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Corn Chowder on 27th Street

I made a pot of corn chowder last night for our dinner. I’ve always loved corn soups. The most memorable corn chowder for us was on a visit  to Chicago when our friend Stagg and his family took us to Ditka’s for dinner. The whole meal was excellent but we both remember the corn chowder above all. I just took a quick look at their menu and it looks like they no longer serve it.

My corn chowder is quite a bit different than the one we had at Ditka’s That one was quite thick and on the sweet side. Mine is not so thick, and as well it is very savoury and pretty spicy too. Both good, just different.

I started off the way you might begin making any number of Cajun-type dishes, by sauteing onions, peppers and celery in half oil, half butter, except I added jalapenos along with green peppers. I added salt and pepper and plenty of Herbes de Provence while it cooked. After a couple minutes I added a couple cloves of garlic chopped up. I don’t add the garlic right at the beginning because I want to make sure it doesn’t brown and turn harsh. After a few minutes I added some flour and stirred it all around for a few minutes to cook the flour, making a roux.

There’s an old rule that works: add cold stock to hot roux to avoid lumps – so that’s what I did. I happened to have some stock in the fridge. I stirred it around for a bit, then added lots of frozen corn. In August I would have used ears of fresh Ontario corn, but the corn you can buy in our grocery stores in March isn’t up to much, and I think frozen corn is plenty better.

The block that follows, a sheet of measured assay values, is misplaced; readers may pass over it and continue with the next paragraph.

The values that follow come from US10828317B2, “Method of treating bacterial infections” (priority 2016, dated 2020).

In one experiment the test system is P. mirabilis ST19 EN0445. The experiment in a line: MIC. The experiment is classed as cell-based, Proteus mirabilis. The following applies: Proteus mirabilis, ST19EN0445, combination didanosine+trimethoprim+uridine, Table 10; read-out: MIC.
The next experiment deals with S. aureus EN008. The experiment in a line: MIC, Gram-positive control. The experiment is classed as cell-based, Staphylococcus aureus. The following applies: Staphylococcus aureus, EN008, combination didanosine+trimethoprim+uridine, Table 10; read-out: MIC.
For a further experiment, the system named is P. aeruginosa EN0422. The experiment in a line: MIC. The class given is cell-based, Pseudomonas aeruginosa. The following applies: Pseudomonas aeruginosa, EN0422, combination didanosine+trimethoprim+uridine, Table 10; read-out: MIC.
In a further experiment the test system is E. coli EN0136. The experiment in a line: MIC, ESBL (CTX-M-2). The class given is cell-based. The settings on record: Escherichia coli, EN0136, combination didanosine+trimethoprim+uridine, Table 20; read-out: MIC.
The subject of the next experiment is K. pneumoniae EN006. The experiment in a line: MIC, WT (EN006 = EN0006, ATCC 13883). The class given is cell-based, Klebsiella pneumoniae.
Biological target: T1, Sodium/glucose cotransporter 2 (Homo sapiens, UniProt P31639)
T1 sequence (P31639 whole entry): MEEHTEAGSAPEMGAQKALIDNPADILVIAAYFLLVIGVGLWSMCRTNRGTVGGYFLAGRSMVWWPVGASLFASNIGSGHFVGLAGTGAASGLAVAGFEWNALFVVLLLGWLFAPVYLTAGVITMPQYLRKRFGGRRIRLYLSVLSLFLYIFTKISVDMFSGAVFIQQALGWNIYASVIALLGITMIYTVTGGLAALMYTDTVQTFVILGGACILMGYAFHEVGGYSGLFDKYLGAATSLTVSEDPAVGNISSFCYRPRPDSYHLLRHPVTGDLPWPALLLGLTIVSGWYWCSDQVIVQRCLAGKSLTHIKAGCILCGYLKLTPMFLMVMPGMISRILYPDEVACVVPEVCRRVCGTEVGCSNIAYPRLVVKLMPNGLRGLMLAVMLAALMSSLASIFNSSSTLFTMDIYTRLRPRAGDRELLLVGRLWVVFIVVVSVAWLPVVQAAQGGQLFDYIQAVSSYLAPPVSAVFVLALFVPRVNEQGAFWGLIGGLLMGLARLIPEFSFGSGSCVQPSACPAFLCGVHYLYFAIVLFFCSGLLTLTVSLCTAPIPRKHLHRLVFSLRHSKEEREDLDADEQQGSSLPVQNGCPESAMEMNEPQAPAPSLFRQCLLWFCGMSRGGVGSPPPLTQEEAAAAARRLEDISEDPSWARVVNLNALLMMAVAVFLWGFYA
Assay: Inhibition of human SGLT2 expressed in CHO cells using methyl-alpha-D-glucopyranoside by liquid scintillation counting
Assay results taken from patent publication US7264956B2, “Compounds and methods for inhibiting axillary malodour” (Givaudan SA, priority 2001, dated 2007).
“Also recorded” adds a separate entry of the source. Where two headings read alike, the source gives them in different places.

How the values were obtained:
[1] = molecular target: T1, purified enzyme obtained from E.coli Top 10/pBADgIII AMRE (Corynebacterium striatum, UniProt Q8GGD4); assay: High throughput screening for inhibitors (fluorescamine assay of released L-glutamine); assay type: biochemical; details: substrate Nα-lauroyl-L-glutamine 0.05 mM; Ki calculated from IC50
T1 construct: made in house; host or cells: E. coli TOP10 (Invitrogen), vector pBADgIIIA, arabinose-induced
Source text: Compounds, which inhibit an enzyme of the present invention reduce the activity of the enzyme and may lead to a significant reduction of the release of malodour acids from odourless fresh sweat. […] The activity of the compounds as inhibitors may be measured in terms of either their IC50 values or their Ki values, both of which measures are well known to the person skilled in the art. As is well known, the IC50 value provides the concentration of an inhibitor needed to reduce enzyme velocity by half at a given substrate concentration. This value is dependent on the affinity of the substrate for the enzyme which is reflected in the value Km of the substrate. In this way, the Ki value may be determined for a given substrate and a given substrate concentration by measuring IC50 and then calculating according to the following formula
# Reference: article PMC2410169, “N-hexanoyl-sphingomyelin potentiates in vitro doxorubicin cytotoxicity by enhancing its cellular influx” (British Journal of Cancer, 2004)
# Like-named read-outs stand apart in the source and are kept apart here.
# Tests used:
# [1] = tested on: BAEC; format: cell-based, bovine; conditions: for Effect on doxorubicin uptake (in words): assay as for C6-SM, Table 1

I let the pot simmer for a while while I watched some Go commentary on YouTube. Finally, when I decided it was ready, there was only one thing left to do. I removed about a third of the soup and pureed it with a hand blender, then added it back to the pot. I do this with some other soups as well. I like to have some chunkiness to the chowder but pureeing part of it helps thicken it. I think it’s normal to add some cream at this point – and that would have been delicious – but for everyday cooking I forgo heavy cream and I like my chowder just fine without.

While I was making dinner I wasn’t thinking of writing about it, so I failed to take any photos, but I can tell you it looked just like corn chowder, nothing too exciting there. I can also tell you it was really tasty. The jalapenos add some heat without being overpowering and the Herbes de Provence  make the chowder savoury and irresistible.

There are lots of ways to vary this soup. One would be to use all sweet peppers instead of the jalapenos. You could also change up the seasoning. If I made this when I had fresh herbs growing in the yard, I would absolutely have used them. I bet this would be really good with some seafood too. I didn’t dry any wild mushrooms last season, but I can see lobster mushrooms – which retain good texture – being an excellent addition. When I’m cooking, I usually change things up depending on what I have on hand and what I feel like. I have a restless imagination so I’m not so good at following recipes and making things the same way each time. Besides, it’s much more fun to make cooking an adventure.



  1. Everything sounds wonderful except the corn itself, which makes me puke. Sad fact. Cannot smell corn without gagging. Maybe a potato version would work chez Sled; all those veggies and herbs sound transcendent.

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